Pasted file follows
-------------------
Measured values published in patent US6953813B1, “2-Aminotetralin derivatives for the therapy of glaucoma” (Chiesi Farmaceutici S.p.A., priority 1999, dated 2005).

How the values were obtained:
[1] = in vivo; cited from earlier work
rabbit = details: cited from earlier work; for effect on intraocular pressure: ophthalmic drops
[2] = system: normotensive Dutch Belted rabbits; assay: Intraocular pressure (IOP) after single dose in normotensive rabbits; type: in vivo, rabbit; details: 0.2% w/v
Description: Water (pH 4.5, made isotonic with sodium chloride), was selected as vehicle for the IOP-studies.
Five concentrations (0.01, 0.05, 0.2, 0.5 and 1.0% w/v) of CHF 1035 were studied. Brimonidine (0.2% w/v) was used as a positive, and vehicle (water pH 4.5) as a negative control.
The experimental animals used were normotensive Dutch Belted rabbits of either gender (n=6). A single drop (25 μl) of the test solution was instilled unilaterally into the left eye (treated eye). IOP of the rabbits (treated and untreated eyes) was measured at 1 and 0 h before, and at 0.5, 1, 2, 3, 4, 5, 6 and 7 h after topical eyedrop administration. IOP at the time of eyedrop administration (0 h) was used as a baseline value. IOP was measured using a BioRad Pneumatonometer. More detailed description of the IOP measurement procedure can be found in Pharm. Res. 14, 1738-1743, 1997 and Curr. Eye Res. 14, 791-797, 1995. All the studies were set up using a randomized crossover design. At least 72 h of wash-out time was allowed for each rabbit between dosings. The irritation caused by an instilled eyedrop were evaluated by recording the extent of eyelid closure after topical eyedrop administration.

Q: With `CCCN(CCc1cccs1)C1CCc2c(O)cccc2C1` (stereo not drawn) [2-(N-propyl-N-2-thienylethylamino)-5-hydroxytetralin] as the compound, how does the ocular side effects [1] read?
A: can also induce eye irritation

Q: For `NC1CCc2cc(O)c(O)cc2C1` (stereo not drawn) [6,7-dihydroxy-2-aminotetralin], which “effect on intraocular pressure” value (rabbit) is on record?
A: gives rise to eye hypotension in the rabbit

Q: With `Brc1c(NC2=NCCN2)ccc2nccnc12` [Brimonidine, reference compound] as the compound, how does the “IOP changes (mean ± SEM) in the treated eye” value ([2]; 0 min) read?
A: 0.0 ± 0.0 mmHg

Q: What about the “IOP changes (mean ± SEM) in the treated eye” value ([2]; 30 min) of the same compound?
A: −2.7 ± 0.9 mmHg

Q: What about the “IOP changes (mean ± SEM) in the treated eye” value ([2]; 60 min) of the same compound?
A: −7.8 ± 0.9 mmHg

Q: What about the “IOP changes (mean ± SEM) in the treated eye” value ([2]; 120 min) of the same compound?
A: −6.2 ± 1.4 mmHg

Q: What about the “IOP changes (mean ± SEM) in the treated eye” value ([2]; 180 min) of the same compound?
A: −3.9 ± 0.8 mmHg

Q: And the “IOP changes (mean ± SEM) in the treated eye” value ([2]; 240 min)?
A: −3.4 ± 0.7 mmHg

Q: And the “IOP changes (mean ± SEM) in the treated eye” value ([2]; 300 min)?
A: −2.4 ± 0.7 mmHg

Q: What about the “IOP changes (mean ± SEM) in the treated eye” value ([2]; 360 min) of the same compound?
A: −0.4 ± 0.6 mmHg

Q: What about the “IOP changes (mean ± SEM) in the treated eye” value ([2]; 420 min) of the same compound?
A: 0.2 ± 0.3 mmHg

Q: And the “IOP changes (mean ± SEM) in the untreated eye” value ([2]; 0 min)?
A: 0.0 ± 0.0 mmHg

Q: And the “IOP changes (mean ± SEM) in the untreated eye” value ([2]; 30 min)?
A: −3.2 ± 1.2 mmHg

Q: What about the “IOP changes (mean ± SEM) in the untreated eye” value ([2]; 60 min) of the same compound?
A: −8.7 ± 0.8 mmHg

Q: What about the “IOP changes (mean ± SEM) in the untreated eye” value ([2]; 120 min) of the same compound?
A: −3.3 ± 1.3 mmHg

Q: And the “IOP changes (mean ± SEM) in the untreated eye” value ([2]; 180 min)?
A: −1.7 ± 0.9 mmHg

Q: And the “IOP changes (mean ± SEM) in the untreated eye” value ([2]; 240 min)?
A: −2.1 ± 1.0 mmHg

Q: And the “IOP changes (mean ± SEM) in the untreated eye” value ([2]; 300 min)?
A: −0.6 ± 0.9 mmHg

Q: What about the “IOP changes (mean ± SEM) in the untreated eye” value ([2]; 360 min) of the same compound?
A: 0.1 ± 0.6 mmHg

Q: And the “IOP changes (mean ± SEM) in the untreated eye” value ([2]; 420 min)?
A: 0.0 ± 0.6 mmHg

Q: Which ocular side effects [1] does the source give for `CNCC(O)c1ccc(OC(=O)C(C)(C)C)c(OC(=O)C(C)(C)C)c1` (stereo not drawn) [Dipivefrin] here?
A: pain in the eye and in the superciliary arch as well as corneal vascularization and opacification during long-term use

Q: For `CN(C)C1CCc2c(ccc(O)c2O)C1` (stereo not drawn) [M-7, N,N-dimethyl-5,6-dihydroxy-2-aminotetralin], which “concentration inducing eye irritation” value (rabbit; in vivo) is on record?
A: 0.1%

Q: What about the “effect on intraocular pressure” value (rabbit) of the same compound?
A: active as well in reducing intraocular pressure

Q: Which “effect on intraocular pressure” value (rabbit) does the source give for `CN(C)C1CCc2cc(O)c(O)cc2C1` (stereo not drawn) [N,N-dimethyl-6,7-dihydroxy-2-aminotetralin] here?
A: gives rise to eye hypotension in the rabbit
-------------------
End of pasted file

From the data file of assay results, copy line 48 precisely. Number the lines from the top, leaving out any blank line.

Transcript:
A: 0.0 ± 0.6 mmHg